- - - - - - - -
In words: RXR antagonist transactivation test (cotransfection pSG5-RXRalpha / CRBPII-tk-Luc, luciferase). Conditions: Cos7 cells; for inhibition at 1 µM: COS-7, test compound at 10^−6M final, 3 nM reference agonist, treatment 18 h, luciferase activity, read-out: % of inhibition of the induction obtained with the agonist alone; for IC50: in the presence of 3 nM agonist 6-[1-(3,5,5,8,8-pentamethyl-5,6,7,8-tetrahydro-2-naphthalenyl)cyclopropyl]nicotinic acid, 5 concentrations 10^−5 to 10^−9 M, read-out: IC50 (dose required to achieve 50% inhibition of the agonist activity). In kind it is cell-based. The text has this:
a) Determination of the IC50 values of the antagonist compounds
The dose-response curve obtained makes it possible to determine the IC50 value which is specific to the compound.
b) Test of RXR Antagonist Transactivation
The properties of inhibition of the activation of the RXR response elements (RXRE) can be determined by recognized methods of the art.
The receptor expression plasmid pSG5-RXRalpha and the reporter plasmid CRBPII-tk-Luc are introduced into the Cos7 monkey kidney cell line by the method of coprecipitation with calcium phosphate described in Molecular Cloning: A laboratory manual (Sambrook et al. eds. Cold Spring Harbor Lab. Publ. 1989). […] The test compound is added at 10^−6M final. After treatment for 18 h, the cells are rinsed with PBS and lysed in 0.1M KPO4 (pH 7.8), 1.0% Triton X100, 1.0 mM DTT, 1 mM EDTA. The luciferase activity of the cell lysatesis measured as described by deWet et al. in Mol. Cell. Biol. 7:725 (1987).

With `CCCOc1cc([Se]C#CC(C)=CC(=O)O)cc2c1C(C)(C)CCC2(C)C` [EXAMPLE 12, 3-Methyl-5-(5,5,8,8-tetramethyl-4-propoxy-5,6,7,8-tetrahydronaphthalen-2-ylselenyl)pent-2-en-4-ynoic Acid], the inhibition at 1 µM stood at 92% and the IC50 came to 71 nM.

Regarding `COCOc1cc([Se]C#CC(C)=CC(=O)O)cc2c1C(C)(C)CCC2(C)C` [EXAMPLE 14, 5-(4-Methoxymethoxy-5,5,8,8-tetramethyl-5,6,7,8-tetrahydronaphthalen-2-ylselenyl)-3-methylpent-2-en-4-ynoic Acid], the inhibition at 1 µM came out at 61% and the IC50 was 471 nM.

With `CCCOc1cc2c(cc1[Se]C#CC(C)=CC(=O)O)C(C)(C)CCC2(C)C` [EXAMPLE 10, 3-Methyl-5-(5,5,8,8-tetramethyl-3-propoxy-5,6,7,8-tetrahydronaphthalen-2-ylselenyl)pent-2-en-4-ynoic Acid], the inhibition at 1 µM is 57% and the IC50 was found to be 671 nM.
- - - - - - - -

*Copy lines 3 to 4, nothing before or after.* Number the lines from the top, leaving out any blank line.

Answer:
The dose-response curve obtained makes it possible to determine the IC50 value which is specific to the compound.
b) Test of RXR Antagonist Transactivation